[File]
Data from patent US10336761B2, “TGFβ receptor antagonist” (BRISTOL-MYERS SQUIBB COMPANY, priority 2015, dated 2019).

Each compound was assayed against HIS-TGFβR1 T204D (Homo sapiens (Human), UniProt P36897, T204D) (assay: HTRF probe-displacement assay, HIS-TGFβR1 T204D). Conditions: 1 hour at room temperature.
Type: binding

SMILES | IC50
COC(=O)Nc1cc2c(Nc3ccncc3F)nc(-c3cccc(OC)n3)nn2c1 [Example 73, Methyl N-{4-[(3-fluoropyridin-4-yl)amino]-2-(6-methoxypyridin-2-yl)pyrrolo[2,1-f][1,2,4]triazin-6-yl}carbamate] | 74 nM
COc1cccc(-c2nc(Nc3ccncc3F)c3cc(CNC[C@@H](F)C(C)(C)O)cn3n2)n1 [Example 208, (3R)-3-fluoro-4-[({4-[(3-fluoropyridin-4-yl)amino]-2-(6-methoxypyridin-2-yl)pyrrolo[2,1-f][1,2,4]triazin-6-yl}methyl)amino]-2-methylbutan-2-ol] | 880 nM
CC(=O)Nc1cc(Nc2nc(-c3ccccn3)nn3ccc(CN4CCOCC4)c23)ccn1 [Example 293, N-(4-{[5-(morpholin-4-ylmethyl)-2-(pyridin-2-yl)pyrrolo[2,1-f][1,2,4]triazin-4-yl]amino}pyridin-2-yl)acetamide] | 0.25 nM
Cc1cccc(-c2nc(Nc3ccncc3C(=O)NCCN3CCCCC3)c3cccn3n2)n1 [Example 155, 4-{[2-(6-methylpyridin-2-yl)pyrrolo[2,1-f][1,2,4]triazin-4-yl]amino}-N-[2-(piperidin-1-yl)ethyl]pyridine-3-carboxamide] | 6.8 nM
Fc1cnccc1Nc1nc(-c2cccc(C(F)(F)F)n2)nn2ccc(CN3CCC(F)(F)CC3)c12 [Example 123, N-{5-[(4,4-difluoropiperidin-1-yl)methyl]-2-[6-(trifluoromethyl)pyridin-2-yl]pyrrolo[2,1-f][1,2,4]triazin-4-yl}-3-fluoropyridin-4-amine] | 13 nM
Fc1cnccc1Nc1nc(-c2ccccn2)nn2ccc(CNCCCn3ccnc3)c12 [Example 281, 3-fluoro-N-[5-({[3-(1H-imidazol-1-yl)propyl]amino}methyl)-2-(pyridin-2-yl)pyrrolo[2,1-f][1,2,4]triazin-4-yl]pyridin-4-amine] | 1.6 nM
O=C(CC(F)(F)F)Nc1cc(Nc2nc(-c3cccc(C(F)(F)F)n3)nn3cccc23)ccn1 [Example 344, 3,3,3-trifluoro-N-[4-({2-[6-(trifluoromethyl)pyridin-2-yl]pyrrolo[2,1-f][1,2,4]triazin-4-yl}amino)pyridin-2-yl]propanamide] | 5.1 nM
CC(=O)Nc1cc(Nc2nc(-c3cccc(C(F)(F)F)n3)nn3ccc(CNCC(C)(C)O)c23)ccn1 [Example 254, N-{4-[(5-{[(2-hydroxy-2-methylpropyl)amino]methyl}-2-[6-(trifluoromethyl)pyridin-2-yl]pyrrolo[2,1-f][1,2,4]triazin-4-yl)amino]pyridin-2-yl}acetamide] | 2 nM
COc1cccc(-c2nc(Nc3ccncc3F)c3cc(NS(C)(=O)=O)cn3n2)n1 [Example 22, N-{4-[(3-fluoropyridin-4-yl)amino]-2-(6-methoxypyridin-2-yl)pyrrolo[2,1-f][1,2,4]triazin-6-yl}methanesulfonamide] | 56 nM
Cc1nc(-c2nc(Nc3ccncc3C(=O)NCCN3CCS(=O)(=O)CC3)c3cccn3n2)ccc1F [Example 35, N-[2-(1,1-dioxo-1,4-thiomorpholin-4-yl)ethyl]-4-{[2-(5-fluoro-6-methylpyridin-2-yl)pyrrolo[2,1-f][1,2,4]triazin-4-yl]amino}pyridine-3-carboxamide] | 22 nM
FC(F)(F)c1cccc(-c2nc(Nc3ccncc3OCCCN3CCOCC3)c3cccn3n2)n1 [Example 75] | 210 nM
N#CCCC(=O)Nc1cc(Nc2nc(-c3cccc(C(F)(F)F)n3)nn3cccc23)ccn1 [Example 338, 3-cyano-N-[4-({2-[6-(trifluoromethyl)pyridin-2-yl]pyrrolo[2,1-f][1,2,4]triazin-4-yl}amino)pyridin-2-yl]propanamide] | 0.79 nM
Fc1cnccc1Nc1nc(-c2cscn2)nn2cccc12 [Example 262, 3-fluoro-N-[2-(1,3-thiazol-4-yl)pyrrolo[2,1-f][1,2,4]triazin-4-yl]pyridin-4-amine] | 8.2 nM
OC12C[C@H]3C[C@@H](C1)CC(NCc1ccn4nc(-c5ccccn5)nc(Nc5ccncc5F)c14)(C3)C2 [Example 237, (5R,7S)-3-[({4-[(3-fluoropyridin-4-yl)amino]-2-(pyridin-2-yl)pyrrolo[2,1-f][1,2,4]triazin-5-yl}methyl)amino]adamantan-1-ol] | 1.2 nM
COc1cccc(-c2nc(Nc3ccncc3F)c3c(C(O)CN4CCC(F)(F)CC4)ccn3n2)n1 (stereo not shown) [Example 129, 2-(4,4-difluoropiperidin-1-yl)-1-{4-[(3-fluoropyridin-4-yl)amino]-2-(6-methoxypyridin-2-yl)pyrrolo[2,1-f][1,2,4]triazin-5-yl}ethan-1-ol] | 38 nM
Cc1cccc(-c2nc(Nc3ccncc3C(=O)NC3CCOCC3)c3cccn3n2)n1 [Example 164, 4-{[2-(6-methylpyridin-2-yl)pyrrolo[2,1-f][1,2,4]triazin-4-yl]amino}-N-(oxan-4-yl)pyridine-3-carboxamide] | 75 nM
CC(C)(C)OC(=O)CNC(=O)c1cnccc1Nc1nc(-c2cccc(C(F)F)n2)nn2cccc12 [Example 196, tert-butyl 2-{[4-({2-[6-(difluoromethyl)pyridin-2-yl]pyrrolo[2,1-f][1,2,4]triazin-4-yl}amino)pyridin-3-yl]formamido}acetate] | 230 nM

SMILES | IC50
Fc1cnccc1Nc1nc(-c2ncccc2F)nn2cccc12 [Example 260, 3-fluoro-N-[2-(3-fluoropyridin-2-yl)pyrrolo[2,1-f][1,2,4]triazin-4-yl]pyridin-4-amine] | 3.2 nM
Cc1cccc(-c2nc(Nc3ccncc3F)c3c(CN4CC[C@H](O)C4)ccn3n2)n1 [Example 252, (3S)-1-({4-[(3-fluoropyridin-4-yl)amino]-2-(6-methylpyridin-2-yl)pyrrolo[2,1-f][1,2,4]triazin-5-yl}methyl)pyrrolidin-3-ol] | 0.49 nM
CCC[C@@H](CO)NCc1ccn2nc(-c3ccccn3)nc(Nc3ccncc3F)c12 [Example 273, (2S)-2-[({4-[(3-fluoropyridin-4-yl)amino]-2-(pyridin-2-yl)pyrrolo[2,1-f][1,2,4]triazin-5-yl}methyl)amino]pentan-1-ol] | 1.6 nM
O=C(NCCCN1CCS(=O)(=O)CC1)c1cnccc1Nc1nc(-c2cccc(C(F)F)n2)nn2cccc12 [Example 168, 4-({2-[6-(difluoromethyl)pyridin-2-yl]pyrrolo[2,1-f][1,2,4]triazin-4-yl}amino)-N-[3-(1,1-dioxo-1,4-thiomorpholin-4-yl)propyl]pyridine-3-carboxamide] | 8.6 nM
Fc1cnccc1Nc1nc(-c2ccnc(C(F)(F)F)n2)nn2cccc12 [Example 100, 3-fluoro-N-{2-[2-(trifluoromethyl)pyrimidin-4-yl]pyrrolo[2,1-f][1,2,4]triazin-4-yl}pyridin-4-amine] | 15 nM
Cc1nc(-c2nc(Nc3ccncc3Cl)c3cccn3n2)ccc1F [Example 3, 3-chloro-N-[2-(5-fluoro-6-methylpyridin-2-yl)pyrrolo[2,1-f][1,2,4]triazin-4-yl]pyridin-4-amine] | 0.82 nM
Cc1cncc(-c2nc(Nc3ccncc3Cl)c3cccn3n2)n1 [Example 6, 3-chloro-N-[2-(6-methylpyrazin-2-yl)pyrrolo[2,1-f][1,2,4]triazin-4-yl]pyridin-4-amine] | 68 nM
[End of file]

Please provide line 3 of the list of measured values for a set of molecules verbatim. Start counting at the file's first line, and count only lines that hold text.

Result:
Type: binding